That’s interesting, so UKIP share donors with the Tory Party? This is revealing given the fact that Cameron has done his utmost to distance the Euroscepticism of the  Conservatives from the wild-eyed Euroscepticism of UKIP.

But Angest’s support for Pearson’s anti-Brussels thinktank suggests one of the Tories’ most powerful backers does not share Cameron’s belief that Ukip members are “fruitcakes, loonies and closet racists”. Pearson yesterday confirmed Angest had donated money to his thinktank. “Henry is a fine egg,” he said. “It’s a shame he’s giving money to the wrong party.”

Curious.

But is there a real quantifiable difference between the more extreme Tory Eurosceptics and UKIP? Quite probably not. Both parties want out of Europe and both parties like to wear their libertarian (sic) credentials on their sleeve.

The day Pearson resigned, Mad Dan offered this hagiography,

In fact, the merest glance at Malcolm’s CV would have revealed a more rounded picture. Malcolm Pearson is a brilliant businessman. His wealth was his own, honestly acquired (though he has given much of it away to various campaigns and charities), and his title was a working peerage, one of Margaret Thatcher’s last appointments.

A “brilliant  businessman” who gave lots of money to charidee…aw, bless his wee  cotton socks!

He is also searingly honest. The BBC seemed taken aback by his admission, in his resignation statement, that “I am not much good at party politics, which I do not enjoy”. It is certainly true that, during the recent election campaign, Malcolm gave one spectacularly bad interview, in which he seemed to be unfamiliar with the contents of the UKIP manifesto (though, to be strictly fair, the passage being quoted at him wasn’t from the manifesto, but from a separate policy document).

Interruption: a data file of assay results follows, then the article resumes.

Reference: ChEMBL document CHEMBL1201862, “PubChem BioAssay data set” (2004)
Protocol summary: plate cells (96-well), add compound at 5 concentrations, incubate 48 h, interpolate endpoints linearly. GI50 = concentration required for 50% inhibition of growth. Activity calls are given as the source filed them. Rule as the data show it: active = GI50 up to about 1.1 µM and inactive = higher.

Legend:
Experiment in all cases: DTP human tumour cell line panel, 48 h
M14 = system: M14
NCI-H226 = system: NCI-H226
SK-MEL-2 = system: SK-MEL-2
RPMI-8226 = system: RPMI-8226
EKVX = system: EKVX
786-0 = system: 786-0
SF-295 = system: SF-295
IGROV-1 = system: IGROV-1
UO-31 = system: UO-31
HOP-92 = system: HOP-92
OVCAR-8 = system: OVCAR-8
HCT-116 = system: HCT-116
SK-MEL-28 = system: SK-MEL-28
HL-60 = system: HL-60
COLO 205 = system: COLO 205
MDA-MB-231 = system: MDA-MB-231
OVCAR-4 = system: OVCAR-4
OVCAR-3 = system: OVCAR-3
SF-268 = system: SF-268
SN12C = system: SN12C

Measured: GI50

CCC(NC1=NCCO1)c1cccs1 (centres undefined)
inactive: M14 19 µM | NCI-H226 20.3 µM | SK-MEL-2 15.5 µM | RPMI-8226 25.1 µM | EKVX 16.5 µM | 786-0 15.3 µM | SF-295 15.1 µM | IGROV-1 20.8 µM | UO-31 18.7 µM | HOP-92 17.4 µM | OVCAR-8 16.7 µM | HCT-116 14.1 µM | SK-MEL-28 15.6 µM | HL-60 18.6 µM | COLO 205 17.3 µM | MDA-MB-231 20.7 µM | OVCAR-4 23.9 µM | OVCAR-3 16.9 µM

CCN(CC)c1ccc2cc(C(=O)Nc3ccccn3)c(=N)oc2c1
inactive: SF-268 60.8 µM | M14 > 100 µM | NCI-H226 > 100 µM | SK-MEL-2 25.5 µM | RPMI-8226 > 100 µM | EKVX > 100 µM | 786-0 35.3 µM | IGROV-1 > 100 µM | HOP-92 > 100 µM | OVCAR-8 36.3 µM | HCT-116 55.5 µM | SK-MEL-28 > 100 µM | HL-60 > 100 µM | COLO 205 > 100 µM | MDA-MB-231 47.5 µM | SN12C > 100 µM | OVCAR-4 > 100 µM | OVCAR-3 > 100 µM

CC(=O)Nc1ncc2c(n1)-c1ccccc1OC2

So you’re saying that he wasn’t au fait with his own party’s  manifesto or seemed unaware of his own party’s policies? That isn’t much good if you’re supposed to be the leader of a political party.

Anyway, let’s have a look at that interview,

Maybe Farage knew that Pearson was going to make a cock up of things and that his befuddled leadership would pave the way for his return –  in much the same way that John Swinney cocked up his spell as leader of the SNP and opened the door for Alex Salmond’s return in 2004. They were both caretakers.

Today, Hannan’s attention-seeking headline is “The BBC officially regards Eurosceptics as mad”. Hmmm, right, whatever next? He cites a piece of ‘research’ conducted by Pearson’s own think-tank, Global Britain, whose directors consist of 3 former Tories-turned-UKIPers and one former Labour Lord who now sits as an “Independent Labour” peer.  So no ‘bias’ there then? To be honest this doesn’t prove an official BBC policy of bias against Europhobes one way or the other.  But if the video that I have inserted into this blog is anything to go by, is it any wonder that the general public perception of Eurosceptics and, in particular, Pearson and the rest of UKIP, is one of fanaticism?

Farage is likely to become leader of UKIP for the second time. In a party that lacks identifiable characters, his face is the one that is recognized as the face of UKIP. One thing is for certain, fraternal relations between certain sections of the Conservative Party and UKIP will remain forever cordial. After all, they do share the same donors.